By Kevin Jagernauth | The Playlist December 14, 2012 at 9:24AM
The mercurial methods of Terrence Malick tend to affect his actors in various ways. Christopher Plummer vowed to never work with him again, Ben Affleck said the experience "was a wash" in terms of learning or gaining anything, while Christian Bale seems to love the whole process, starring in "The New World" and now leading Malick's next two pictures. The director's methods are as unique as they are baffling, and Olga Kurylenko, star of his upcoming "To The Wonder" shared some of his unique requests.
For anyone who has followed Malick, they know that there isn't so much of a script, but a guideline, with actors often receiving pages of instruction and observations personally written by Malick each day. That was no different here. "I receive pages (with her lines on them) every morning, sometimes ten, sometimes more... The words are (excuse my poeticism) rather like a breakfast for the soul," she said. "Every morning it's a feast! If I digest the sense of what the pages contain, the nature of Terry's words will shine through my eyes while we're filming, and I won't even need to speak. Every sentence is filled with such deep knowledge of the soul. They force me to think and reflect on my own life, to ask myself questions. Reading Terry's words makes me realise I'm spending so much precious time on such unnecessary things...Wonderful pages."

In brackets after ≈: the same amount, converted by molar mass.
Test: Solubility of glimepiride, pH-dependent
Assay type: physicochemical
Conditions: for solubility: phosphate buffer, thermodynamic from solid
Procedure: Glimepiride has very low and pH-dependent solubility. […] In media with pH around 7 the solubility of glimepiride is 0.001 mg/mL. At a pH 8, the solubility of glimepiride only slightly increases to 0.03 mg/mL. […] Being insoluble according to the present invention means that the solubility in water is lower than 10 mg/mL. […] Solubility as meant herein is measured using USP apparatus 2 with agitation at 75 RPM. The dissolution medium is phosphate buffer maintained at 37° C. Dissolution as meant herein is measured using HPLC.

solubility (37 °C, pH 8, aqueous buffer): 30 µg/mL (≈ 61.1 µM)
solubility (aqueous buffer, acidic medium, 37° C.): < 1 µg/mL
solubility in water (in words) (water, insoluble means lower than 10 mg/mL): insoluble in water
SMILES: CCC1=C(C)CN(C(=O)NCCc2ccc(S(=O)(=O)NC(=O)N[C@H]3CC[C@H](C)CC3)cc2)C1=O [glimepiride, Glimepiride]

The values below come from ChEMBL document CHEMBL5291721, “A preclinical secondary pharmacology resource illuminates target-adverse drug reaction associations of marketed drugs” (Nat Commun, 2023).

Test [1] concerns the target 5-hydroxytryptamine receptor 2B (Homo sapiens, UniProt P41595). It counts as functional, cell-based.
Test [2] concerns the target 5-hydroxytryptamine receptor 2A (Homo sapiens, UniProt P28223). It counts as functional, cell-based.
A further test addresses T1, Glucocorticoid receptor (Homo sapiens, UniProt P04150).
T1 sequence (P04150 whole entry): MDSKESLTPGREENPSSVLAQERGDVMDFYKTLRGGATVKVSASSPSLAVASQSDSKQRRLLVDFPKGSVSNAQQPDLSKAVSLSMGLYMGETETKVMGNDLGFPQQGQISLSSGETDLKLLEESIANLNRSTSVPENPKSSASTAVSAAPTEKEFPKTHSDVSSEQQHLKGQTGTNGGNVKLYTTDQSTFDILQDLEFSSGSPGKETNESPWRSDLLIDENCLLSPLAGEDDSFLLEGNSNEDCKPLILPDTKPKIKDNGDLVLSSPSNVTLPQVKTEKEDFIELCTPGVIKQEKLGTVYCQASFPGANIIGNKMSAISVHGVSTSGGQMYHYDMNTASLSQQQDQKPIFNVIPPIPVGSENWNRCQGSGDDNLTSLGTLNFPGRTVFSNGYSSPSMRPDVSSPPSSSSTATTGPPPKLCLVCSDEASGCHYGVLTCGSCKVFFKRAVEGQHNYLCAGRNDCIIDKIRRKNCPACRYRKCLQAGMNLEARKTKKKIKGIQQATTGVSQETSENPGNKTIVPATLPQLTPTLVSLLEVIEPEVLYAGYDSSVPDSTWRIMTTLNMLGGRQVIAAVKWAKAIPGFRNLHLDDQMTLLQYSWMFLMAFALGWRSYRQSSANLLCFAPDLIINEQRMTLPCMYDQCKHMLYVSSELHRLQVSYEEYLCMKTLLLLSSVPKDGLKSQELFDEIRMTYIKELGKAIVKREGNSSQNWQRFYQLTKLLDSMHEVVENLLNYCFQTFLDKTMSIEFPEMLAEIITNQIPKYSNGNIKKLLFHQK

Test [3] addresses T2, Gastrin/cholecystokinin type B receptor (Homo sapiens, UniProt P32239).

While it sounds like the kind of thing you might want to hang on to and cherish, it seems Malick would prefer if they ceased to exist once the work was done. “They always tried to recuperate the pages, and what they didn’t get back Terry or his assistant instructed us to burn," she said, adding: “It’s the most horrible act that can be done. Burning those pages.”
In the film, Kurylenko plays Marina, a young single mother from France who struggles to adjust to life in the United States, a situation not helped by her distant new husband, played by Ben Affleck. “I went nuts. There are moments that, as Marina, I went completely crazy, but Terry didn’t put that in the movie,” she explains. “Apparently it was too terrifying. People saw it and they freaked out, so it was cut. He drove me to that state though.”
But would she do it again? Well, despite the script burning and being driven over the edge, she says, “I miss Terry. It’s so amazing to be a part of his work. I think we had a connection, and his writing is so simple and beautiful.”